Little Mekong District is a neighborhood just up (east on) University Avenue from me. It was heavily settled in the 1970s by Vietnamese, Hmong, Lao, Cambodians, and Thai (and, I suspect Karen speakers, too, since I saw at least one cultural organization for them there.) For the past four years, the neighborhood has been running a night market. I stumbled across a listing for the neighborhood night market by chance, on Facebook, I think.
I've been intrigued by night markets ever since I read the book Ghost Month: A Taipei Night Market Novel by Ed Lin, which I read in order to get a better sense of Taiwan and specifically Taipei, ever since my friend jiawen moved there. She's posted pictures of the "real thing" on her journal, and so when the chance came to go to one locally, I thought: I MUST DO THIS THING.
The problem is, of course, Shawn is not big on crowds. There is literally nothing about a night market that sounds fun to her. Shuffling through heavy crowds in the heat? Strongly spiced food? Going anywhere after 6 pm? None of these are Shawn's favorite things. But, Saturday night happened to be a night we were hosting Mason's friend Rosemary for movie night. So, when she and her mom showed up for drop-off, I floated the idea of checking out the night market. Luckily, Rosemary and Mason were game. So after we had a quick dinner here, I bundled the kids onto the light rail and off we went.
You can see from this picture that there are booths set up along the street, like at a block party or an art fair. This particular stretch featured local artists selling prints and cards and the sort of typical stuff you might see at a craft/art fair. The overcast sky does not do justice to how HOT it was. The temperatures on Saturday, even as the sun was setting were near 95 F / 35 C. Also, this does not really accurately give a sense of the crowds. In places, we were shoulder to shoulder. I ended up buying a greeting card with a funky demon-woman image on it to send to one of my pen pals (now I have to decide who gets it, Keri or Anna. I think they'd both appreciate it. I should have bought two!) We chatted with another vender because he had a picture of Grimmjow from Bleach and we had to do the nerd salute of people who are embarrassed/not embarrassed to be fans of that show/manga.
The vendors were interesting, but the real draw was the food. The first thing Mason and I had were dumplings, one of which Mason accidentally dropped into the hot sauce. The sauce was HOT, but we ate them anyway. Right after that we went looking for something cold and found shaved ice:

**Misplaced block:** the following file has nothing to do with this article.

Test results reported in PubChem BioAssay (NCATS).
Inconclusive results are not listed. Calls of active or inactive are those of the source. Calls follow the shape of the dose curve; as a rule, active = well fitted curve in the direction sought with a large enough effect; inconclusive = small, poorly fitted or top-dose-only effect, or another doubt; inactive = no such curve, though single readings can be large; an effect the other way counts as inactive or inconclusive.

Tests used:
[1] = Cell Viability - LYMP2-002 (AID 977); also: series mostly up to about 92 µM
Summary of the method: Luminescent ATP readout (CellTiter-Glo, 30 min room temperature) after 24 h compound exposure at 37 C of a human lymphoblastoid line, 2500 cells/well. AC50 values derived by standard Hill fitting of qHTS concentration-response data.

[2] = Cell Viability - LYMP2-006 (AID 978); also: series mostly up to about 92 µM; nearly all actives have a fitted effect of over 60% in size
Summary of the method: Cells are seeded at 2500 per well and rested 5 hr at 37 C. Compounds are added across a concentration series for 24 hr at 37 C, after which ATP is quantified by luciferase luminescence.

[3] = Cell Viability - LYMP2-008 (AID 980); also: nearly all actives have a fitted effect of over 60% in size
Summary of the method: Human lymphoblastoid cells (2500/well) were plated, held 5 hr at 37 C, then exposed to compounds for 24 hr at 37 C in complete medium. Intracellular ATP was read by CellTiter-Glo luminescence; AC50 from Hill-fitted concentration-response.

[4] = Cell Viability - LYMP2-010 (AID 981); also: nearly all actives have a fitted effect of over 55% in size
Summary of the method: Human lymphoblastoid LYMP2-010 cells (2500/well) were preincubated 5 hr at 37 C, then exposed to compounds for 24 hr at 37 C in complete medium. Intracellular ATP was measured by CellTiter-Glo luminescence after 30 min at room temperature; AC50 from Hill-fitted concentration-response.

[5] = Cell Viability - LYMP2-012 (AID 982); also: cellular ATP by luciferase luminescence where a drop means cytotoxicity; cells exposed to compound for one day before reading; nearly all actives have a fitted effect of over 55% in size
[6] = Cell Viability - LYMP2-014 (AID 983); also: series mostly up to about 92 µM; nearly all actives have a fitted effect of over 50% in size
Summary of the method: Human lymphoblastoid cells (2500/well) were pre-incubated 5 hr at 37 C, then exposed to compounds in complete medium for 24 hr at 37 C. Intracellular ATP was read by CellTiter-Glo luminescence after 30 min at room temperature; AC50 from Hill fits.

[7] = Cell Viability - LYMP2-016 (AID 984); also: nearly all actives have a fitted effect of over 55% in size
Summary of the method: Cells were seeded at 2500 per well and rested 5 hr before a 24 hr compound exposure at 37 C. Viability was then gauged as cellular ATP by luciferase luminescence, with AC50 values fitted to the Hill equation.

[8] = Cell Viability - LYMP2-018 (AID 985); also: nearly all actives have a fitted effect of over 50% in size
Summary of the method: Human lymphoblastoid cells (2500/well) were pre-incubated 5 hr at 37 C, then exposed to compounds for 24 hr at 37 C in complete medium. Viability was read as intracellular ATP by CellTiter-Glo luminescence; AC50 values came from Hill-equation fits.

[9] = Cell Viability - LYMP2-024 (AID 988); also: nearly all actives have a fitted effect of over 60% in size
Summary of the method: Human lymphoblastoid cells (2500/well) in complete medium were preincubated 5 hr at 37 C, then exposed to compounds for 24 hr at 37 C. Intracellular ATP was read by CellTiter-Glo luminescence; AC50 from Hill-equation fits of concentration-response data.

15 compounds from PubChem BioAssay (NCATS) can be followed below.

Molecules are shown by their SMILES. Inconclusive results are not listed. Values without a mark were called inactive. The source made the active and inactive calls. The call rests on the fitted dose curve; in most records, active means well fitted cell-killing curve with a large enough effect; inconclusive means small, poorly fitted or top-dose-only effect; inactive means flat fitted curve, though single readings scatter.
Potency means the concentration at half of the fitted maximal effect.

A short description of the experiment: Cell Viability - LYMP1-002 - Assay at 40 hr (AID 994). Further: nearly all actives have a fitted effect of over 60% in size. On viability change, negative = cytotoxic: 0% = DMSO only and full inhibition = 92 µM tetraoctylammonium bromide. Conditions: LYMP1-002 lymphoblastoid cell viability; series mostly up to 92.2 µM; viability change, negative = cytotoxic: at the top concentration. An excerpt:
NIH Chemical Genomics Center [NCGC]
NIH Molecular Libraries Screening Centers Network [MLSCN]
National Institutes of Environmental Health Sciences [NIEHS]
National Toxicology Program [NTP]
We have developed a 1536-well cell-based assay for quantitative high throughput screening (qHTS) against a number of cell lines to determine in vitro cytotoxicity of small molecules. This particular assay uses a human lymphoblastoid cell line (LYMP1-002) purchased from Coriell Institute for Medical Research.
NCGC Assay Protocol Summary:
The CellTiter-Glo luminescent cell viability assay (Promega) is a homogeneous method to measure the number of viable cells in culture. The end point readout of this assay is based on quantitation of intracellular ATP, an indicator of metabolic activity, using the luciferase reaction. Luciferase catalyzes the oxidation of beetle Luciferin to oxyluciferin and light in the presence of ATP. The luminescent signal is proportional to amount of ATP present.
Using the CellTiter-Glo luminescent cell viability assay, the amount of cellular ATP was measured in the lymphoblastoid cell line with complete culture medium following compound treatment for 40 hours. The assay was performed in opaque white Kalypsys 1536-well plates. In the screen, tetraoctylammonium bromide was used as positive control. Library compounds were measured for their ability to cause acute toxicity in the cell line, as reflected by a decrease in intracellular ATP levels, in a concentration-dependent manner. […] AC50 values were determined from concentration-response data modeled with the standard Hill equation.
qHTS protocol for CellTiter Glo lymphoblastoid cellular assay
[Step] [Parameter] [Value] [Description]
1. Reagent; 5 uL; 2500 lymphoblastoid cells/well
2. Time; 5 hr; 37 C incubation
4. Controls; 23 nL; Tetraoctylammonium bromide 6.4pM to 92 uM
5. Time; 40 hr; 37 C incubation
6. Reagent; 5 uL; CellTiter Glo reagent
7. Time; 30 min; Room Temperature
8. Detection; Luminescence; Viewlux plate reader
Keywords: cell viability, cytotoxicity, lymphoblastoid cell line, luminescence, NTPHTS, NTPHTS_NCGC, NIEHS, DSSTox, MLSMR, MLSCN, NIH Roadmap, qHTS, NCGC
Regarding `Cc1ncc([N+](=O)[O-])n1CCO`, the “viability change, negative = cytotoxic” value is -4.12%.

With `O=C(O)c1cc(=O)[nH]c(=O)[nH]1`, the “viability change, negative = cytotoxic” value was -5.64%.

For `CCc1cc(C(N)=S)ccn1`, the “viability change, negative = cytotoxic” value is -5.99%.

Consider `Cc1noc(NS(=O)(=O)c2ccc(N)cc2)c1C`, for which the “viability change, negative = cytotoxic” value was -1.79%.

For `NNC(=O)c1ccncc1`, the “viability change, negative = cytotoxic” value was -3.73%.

We saw someone doing the hand-rolled ice-cream thing, but the line to get any of that was far too long. If I had any complaint, it was the lines. The people who were smart were handing out numbers so people didn't end up blocking traffic with their queues. The place where we got the amazing dumplings did that.
There were street performers on stilts walking through the closed off streets, too. Even though we were there when it was still light out, I noticed that the performers all had lights as part of their costumes, since the night market was open until midnight. One of the performers was taking a rest against the closed street sign and I asked if I could take her photograph:
The array of food choices were staggering. There were lots of different Asian cultures on display. I even managed to find the one Japanese stall that had "walking ramen" which used dried noodles as a base (and included pineapple kimchi, which I was initially leery of, but quite enjoyed.) Mason got a park-stuffed bun (which he did not like much) and Rosemary got a chocolate-stuffed bun (pictured below), which was mucho nom-nom. Mason also tried green tea flavored hand-spun cotton candy, which he devoured:
I would totally go back again for the food. We didn't even try everything, partly because the lines for some things were unreasonably long and slow-moving. We stood in line at one place and eventually gave up because it didn't seem to be going forward at ALL. That was disappointing.
Mason also ended up bringing home a piece of carved, orange soap made to look like a koi. There were people selling clothing and the quilted bags that you often see at Hmong booths at farmer's markets, and just all sorts of fun stuff. I think, if we go next year, we'll go later in the evening. I really wanted to see what it looked like at night. It was clear that a lot of people had lights strung up, ready for dusk/evening. I bet it looked spectacular--and maybe it would have been a little less hot (though I suspect the crowds remained the same all night long.)
If I ever write Saint Paul-centric urban fantasy again, it would be fun to set a scene at the night market. People from other parts of the country tend to think of Minnesota as so very "white bread" and the Twin Cities really, really aren't. Apparently, near Fasika, also just up University from us, there was a concurrent Little Africa Night Market, which would have been a lot of fun to check out, too. We were STUFFED and hot and exhausted, though. Maybe next year.
10/10 would again, as the kids say.